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Sep 16, 2008

Sarah Palin A Huge Hit On ABC, And Even Bigger On The Web

Surprise! SNL Sarah Palin Parody Getting More Views On NBC.com Than On YouTube

We know NBC U (GE) and YouTube (GOOG) are working hard to stop video piracy. Good news: it's working! Well, sort of. So far, NBC.com is getting more views for Tina Fey's parody of Sarah Palin on Saturday Night Live than pirated versions on YouTube, but just barely.

NBC.com: 2,304,539 views (according to NBC)
YouTube: 2,038,058 views (according to TubeMogul)

YouTube is busy taking down clips as they're posted. We clicked on several and got the familiar "This video is no longer available due to a copyright claim by NBC Universal." But they can't keep up, and have no claim over clips of news coverage of the skit.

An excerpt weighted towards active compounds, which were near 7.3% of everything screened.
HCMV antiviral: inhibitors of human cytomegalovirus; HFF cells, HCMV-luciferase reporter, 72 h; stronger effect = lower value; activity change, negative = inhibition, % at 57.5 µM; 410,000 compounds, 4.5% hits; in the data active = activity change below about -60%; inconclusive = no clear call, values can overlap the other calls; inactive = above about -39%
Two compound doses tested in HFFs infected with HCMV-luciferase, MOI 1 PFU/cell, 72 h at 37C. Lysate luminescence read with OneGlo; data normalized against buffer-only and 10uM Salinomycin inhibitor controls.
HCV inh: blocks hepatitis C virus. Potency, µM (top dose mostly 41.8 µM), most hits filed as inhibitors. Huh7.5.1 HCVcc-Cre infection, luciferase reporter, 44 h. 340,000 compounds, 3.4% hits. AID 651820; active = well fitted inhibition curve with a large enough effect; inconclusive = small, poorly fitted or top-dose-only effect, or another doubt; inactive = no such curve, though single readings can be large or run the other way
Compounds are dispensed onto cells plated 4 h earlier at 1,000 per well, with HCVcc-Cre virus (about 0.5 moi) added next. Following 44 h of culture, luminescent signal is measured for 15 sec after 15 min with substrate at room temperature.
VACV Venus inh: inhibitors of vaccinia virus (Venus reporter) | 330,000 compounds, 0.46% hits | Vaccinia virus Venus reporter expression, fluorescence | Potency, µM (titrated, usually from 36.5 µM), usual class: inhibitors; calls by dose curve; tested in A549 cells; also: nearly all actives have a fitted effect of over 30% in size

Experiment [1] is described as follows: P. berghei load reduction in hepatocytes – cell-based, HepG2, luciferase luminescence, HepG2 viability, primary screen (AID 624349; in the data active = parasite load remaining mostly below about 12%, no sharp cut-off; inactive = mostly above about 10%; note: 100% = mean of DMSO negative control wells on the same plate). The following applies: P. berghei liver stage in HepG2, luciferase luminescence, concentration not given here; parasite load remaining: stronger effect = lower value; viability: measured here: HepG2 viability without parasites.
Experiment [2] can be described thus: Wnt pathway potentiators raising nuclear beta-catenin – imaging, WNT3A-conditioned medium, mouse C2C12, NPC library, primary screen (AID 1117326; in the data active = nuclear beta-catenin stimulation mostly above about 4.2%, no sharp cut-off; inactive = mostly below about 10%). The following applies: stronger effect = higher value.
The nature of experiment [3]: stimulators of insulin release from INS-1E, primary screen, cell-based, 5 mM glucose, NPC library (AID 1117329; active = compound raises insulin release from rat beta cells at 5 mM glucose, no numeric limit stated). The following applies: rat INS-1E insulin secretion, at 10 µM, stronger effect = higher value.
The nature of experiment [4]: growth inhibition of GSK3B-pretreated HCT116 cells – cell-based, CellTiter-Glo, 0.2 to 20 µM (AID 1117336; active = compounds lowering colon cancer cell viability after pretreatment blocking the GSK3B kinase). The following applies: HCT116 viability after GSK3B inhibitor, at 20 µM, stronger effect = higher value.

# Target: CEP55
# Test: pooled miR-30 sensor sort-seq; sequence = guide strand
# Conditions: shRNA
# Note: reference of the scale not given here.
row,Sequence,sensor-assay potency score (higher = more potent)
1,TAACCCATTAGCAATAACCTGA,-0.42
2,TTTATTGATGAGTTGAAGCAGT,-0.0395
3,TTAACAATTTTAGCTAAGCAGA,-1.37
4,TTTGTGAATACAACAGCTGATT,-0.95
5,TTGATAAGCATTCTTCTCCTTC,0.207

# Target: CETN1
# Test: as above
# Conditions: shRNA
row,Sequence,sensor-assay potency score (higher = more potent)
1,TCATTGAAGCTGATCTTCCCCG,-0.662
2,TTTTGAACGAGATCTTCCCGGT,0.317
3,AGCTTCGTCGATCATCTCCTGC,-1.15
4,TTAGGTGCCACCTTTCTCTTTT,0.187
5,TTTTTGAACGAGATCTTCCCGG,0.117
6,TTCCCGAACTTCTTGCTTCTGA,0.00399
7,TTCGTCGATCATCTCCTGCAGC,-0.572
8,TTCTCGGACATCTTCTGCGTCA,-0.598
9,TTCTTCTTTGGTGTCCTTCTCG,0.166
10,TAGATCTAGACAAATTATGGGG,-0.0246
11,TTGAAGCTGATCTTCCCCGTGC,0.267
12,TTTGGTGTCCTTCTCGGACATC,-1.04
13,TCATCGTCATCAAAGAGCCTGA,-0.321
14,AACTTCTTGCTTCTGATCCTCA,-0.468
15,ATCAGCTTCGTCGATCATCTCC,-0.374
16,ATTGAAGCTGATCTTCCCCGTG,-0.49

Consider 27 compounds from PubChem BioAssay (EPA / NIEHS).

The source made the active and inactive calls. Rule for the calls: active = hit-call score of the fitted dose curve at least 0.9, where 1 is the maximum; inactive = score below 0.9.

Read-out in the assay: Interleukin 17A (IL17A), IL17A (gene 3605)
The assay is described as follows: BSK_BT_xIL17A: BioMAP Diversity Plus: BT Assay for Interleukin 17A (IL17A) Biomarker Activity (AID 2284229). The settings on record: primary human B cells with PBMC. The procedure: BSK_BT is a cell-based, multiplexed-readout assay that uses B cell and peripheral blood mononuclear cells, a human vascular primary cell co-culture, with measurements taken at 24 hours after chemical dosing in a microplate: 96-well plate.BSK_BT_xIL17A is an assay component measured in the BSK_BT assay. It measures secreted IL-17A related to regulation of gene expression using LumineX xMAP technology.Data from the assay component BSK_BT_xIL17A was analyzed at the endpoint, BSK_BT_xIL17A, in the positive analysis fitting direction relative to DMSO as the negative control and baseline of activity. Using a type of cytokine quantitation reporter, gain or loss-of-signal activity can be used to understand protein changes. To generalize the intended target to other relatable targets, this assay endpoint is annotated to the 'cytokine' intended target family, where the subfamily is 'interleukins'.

The stats don't include any views on Hulu, where the SNL clip has become the most popular TV clip of the month. That could mean more people are watching on Hulu than on NBC, but Hulu doesn't report metrics so hard to say. But it does mean NBC is making ad revenue for at least 50% of those viewing this video clip in the Web, which in itself seems like an achievement.

Sarah Palin A Huge Hit On ABC, And Even Bigger On The Web

Last week ABC got the interview of the month, and it has been making the most of it. It has milked Charlie Gibson's grilling of Sarah Palin across five shows over two nights: "Nightline," "Good Morning America", "20/20" and two episodes of "World News." By our unofficial count, ABC has shown parts of the chat to some 35 million people.

Last week, we noted that more people watched the interview on YouTube than ABCNews.com. This week, a new question: Did more people watch Gibson and Palin on the Web than they did on ABC's TV broadcasts?

The answer is a definitive maybe. If the Web hasn't won already, it probably will soon.

ABC is furiously taking down pirated clips of the Palin inteview from YouTube as fast as they go up. Still excerpts of the interview have soaked up 35.6 million views on YouTube since last week, according to Tubemogul, which noted that dozens of illegal clips are going up and coming down each hour.

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